Wednesday was 4-H exhibit entry day at the Nebraska State Fair. While I was helping 4-H staff enter the exhibits for Lancaster county, I took a couple minutes to look at exhibits from other counties. I was really pleased at what I saw at the fair. Several 4-H youth had entered bee houses and small insect hotels. They were very clever with their designs and I managed to get pictures of a few of them. It is great to see Nebraska youth interested in pollinators and stepping up to help them.
Here is a NebGuide to help you get started building bee houses:
Posted in 4-H, bee house, bees, education, Extension, Habitat, Nebraska, Nest box, Pollinators, solitary bees, youth
- Tagged 4-H and Youth, bee nest box, Education, Extension, Nebraska, pollinators, youth
There are many wonderful native plants blooming in the Cherry Creek Pollinator Habitat this month. The butterflies and bees are in large numbers and it is great to be in the habitat watching all the activity. Purple coneflower, tall thistle, Joe pye weed, pitcher sage, swamp milkweed, Rudbeckia and whorled milkweed are all blooming now.
This is the 5th summer for the Cherry Creek Pollinator Habitat! It is amazing to see how much we have accomplished in 5 years. We started with a neglected lawn area behind our office and turned it into a thriving habitat for pollinators and wildlife. The habitat is a great place to teach youth, adults, Master Gardeners and even our own staff about the importance of pollinators. Every time I visit the habitat I see or learn something new. It has been a rewarding experience and I hope it has been an inspiration for you as well.
Two educational signs
One solitary bee house
One insect hotel
Three water stations
Live habitat web cam
Picnic table and bench
Bird feeding stations
Over 40 native plants with name labels
Over 190 stems of common milkweed for monarchs and other beneficial insects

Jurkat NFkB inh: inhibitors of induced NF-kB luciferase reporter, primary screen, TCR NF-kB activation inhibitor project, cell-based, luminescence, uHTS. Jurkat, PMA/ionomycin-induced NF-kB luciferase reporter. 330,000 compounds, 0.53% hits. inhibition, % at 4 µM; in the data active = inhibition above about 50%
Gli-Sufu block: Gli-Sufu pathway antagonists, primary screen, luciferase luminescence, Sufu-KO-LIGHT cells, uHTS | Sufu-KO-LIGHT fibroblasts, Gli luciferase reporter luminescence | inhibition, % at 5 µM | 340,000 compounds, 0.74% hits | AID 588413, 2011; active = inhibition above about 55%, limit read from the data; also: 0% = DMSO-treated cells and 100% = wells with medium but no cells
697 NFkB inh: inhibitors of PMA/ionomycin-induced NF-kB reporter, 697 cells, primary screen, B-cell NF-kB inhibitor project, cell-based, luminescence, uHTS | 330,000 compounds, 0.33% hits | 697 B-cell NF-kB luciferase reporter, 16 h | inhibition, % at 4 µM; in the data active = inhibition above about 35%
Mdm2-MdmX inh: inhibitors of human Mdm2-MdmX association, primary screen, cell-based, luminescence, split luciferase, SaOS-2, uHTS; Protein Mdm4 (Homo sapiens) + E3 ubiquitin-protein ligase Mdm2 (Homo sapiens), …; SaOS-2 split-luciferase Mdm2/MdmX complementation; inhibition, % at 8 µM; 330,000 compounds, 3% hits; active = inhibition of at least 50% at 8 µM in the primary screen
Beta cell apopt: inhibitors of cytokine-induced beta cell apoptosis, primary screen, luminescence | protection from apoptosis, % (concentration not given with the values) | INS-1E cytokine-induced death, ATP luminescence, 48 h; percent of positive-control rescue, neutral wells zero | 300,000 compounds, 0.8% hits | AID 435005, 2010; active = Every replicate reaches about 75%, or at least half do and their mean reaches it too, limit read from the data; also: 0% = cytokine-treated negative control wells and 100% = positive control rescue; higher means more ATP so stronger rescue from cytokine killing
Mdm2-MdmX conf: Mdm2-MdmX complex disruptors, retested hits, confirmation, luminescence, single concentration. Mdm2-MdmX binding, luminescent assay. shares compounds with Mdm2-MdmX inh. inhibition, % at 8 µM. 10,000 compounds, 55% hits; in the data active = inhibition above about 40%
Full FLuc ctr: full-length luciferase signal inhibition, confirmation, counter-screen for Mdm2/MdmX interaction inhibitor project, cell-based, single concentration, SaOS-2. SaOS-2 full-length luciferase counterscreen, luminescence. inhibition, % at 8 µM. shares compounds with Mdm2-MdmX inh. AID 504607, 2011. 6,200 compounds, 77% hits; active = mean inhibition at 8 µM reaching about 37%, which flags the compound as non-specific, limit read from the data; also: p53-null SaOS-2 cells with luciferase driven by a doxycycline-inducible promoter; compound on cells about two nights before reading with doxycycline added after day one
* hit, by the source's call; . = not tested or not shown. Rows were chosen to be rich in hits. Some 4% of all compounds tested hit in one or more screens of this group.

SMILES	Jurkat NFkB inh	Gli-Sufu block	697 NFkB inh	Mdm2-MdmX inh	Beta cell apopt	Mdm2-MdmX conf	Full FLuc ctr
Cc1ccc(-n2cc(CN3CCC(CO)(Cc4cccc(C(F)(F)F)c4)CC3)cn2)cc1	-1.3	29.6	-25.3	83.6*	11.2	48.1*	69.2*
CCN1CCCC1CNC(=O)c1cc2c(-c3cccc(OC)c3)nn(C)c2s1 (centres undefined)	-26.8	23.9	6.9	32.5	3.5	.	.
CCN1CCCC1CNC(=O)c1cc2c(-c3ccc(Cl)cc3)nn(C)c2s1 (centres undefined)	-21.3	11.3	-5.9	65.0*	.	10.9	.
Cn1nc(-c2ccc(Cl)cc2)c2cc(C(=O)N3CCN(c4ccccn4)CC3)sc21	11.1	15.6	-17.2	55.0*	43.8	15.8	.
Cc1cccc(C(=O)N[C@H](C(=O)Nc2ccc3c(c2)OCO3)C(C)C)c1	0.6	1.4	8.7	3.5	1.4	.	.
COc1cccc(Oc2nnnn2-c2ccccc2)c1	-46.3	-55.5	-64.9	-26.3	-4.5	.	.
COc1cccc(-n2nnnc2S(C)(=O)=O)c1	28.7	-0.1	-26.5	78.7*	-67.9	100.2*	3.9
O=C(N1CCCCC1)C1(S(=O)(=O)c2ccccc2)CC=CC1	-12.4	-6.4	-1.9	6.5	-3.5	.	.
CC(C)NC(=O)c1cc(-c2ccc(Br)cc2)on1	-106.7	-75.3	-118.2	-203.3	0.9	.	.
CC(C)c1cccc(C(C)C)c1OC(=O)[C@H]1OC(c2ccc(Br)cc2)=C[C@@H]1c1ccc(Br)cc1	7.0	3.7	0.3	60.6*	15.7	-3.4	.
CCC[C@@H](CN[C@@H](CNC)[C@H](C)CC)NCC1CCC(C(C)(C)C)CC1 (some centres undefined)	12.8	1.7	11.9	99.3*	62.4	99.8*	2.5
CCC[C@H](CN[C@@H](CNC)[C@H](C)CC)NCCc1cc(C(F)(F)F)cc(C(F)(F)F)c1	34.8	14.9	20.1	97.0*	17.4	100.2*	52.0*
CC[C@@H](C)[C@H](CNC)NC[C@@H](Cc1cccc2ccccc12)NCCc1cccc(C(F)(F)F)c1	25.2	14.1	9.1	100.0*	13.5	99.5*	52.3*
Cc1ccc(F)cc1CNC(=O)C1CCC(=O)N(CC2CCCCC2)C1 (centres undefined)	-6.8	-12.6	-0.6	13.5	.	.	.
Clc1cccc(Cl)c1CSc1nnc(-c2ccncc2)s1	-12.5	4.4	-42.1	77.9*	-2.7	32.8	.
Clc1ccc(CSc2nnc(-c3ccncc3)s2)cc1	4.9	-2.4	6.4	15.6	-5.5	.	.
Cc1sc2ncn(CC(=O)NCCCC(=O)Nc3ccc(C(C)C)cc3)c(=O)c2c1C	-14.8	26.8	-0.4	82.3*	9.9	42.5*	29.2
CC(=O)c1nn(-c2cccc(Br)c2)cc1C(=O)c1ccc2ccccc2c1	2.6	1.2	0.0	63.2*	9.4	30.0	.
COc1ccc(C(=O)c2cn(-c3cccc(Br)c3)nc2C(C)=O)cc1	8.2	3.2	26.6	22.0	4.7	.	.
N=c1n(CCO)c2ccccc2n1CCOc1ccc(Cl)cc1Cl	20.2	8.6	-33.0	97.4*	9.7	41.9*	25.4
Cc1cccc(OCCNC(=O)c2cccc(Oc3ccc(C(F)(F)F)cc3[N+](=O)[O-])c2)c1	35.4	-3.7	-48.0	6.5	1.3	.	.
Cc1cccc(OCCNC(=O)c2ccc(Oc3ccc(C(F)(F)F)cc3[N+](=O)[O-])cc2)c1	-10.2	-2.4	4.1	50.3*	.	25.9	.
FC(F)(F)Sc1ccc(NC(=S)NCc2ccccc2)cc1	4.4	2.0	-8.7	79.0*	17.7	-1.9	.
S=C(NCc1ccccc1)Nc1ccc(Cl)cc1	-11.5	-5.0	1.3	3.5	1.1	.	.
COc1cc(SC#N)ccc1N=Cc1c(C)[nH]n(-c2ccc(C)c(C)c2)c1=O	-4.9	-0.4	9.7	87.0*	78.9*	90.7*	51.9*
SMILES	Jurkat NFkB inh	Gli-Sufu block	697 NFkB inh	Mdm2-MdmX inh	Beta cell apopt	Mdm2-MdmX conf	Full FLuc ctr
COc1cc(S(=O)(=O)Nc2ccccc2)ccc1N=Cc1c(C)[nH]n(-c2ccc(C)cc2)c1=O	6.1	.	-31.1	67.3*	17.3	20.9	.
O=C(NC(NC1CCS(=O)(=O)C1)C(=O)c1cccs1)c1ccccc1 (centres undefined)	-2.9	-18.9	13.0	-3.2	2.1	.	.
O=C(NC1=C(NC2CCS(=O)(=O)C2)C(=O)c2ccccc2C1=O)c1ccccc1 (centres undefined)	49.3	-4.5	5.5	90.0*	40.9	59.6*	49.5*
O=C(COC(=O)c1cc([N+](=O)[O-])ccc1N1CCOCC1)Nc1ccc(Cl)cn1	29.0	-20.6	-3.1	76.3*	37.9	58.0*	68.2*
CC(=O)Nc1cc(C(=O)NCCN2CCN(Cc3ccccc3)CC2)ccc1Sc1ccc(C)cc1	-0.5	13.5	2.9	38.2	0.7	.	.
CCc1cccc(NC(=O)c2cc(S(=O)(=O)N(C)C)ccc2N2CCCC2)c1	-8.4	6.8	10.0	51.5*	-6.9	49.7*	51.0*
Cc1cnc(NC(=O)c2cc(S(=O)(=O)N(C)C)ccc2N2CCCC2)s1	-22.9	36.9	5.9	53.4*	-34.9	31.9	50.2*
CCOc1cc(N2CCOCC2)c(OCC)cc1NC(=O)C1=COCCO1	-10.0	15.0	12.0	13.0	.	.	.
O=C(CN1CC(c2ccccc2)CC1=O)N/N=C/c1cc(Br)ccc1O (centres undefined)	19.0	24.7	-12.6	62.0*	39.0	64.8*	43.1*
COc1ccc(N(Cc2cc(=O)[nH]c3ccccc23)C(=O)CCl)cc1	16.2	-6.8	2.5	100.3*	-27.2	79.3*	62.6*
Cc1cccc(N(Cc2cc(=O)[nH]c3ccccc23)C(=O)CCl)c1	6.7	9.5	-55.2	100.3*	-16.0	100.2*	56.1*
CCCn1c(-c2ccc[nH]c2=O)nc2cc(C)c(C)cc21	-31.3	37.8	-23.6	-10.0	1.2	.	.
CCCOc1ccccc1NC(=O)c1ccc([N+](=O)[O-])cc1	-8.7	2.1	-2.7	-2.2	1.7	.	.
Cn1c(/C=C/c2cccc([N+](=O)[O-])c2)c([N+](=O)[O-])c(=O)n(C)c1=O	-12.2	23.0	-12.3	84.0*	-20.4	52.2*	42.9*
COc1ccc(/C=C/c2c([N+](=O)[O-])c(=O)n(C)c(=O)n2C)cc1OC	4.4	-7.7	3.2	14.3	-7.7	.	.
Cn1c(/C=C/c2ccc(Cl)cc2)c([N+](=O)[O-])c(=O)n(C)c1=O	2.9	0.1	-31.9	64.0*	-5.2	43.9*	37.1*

Nebraska Pollinator Habitat Certification Program site
Hours of educational outreach for youth and adults
The Buzz at Cherry Creek blog
The Pollinator Talks & Tours on August 3 is a terrific opportunity to learn more about pollinators, plants and take a tour of pollinator habitats. The tours will be led by staff from the University of Nebraska-Lincoln (UNL) Department of Agronomy and Horticulture, Entomology, Backyard Farmer, Nebraska By Heart, Nebraska Forest Service and Nebraska Statewide Arboretum.
All events (with the exception of the 2 p.m. tour) begin from the Backyard Farmer (BYF) gardens east of UNL Keim Hall, 1825 N. 38th St in Lincoln, Nebraska.
At the BYF garden, FREE herbal tea will be available and for kids—pollinator activities, face-painting and make-your-own antennae.
Schedule of Events:
- 9 a.m. Tour of “Nebraska by Heart” installations on UNL east campus
- 10 and 11 a.m. Tours of the BYF garden and Maxwell, with a focus on plants for pollinators
- 12 p.m. Brown-bag on monarchs by Shauna Groenewold, Citizen Scientist & Monarch Enthusiast
- 2 p.m. Tour of Union Plaza pollinator plants starting from 2228 N. 21 St.
This event is sponsored by the Nebraska Statewide Arboretum, firstname.lastname@example.org, 402-472-2971.
Looking for more family fun on August 3?
Enjoy the Pollinator Tours and Talks and then head over to the first official day of the Lancaster County Super Fair in Lincoln! Details at http://superfair.org
Here’s to Sharing the Buzz!
Nebraska Extension provides research-based information to help you make informed decisions any time, any place, anywhere – http://lancaster.unl.edu